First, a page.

•Digital television signals, which compute location by measuring the time it takes multiple cell tower transmissions to reach the cellphone.
•Observed Time Difference of Arrival (O-TDOA), which computes location by measuring the time it takes signals to arrive at the handset from multiple digital TV transmitters.
“Improvements to 9-1-1 caller location in public safety will lead to saving lives,” Barnett said. “I hope the FCC will adopt the rules soon, maybe as early as October.”
Meeting the objective
Mark Rector, a member of Priority Dispatch Corp.’s Implementations Department, said it’s been his experience in the industry that FCC rules often take more than the allotted time to get all parties involved onboard. Another issue from the public safety side is cost-related; FCC regulations are essentially unfunded mandates. But generally, he said, involved parties and organizations tend to take proactive steps and make a good faith effort to comply with rules, particularly when public safety is an issue.
“There’s a collegial patience factor, but nonetheless, a commitment to carriers and public safety to make (improved indoor location) happen,” Rector said.
Still, he understands Commissioner Pai’s call for cooler heads to prevail on the commission when it comes to setting more reasonable time frames for implementing the proposed rules and also the requisite technology development.
“It’s going to be an enormous challenge, in my opinion, to drill down to satisfactory technology capable of finding a cellphone in the basement corner of a massive industrial warehouse that covers four acres, or a bathroom of a 25-story office complex,” Rector said. “That’s going to be interesting.”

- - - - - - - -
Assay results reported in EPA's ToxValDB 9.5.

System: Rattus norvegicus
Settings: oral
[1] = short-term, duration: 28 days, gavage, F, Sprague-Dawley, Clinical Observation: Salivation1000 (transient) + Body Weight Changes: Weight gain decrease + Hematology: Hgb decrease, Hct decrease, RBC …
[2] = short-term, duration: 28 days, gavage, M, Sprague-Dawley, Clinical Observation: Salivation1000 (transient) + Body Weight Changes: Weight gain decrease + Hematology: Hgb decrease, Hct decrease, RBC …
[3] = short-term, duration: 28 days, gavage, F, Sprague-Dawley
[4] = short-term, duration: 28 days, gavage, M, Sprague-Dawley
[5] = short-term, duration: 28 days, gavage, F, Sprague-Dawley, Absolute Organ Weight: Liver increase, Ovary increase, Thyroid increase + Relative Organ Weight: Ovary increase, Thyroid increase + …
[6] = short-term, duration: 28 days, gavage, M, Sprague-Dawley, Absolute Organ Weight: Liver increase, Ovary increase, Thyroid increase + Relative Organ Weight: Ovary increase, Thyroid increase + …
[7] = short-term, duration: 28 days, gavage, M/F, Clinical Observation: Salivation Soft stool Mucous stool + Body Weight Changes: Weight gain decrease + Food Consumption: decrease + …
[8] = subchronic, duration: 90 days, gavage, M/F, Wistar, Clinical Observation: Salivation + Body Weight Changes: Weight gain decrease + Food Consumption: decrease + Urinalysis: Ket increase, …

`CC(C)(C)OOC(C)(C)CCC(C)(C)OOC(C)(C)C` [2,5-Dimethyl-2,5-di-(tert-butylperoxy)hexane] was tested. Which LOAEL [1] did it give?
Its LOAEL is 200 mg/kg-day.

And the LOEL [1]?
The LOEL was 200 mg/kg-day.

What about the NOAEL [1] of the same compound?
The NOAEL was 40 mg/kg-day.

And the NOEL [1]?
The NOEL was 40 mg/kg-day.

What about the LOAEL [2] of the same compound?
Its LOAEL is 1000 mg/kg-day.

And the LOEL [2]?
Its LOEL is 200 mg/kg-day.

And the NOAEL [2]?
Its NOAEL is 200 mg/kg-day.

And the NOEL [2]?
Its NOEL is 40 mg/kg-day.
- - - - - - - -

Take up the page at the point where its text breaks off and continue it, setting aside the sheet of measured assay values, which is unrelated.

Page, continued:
The key, he said, will be getting realistic input from all stakeholders and then incorporating that into the rules in order to get the maximum cooperation and collaboration out of PSAPs, cellphone carriers, technology research and design providers, etc.
“Let’s have a reasonably achievable goal with a plan on how to get there,” Rector said. “What’s good for this is that Phase II is well underway, and the indoor, vertical location efforts can piggyback on its solutions and ride the coattails of that. Find Me 911 is very fortunate in that the work has begun.”
1O’Neill, Ann. “Woman’s frantic 911 call helps convict her killer.” CNN.com. 2009; Aug. 28. http://images.cnn.com/2009/CRIME/08/28/florida.murder.kidnap.911/index.html (accessed June 9, 2014).
2Denise Amber Lee Foundation. “Our Story.” http://www.deniseamberlee.org (accessed June 9, 2014).
3Herald-Tribune. “Denise Amber Lee shot and tossed in a shallow grave.” 2008; Jan. 20. http://www.heraldtribune.com/article/20080120/BREAKING/82183926?template... (accessed June 9, 2014).
4Briquelet, Kate. “Hero EMT dispatcher helps pinpoint lost stroke victim in EIGHT-HOUR phone call marathon.” New York Post. 2012; June 16. http://nypost.com/2013/06/16/hero-emt-dispatcher-helps-pinpoint-lost-str... (accessed June 9, 2014).
5Crombach, Danita. “CALNENA Letter to the FCC.” The California Chapter of the National Emergency Number Association (CALNENA). 2013; Aug. 12. http://www.calnena.org/communications/To-FCC-08-12-2013/CALNENA-Letter-t... (accessed June 9, 2014).
6Federal Register. “Wireless E911 Location Accuracy Requirements; Proposed Rule. Introduction and Executive Summary.” 2014; March 28. http://www.gpo.gov/fdsys/pkg/FR-2014-03-28/pdf/2014-06618.pdf (accessed June 9, 2014).
7Federal Communications Commission. “Enhanced 9-1-1—Wireless Services.” http://transition.fcc.gov/pshs/services/911-services/enhanced911/Welcome... (accessed June 9, 2014).
8Findme911.org. “Wireless E-911: A Crisis in Location Data.” http://findme911.org/resources/wireless-e-911-a-crisis-in-location-data/ (accessed June 9, 2014).
9Findme911.org. “FIND ME 911 News: Survey of 9-1-1 Dispatchers Finds Many Indoor Callers Cannot be Located.” http://findme911.org/news/survey-of-9-1-1-dispatchers-finds-many-indoor-... (accessed June 9, 2014).
10FCC. “Proposes new indoor requirements and revisions to existing E911 rules.” http://www.fcc.gov/document/proposes-new-indoor-requirements-and-revisio... (accessed June 9, 2014).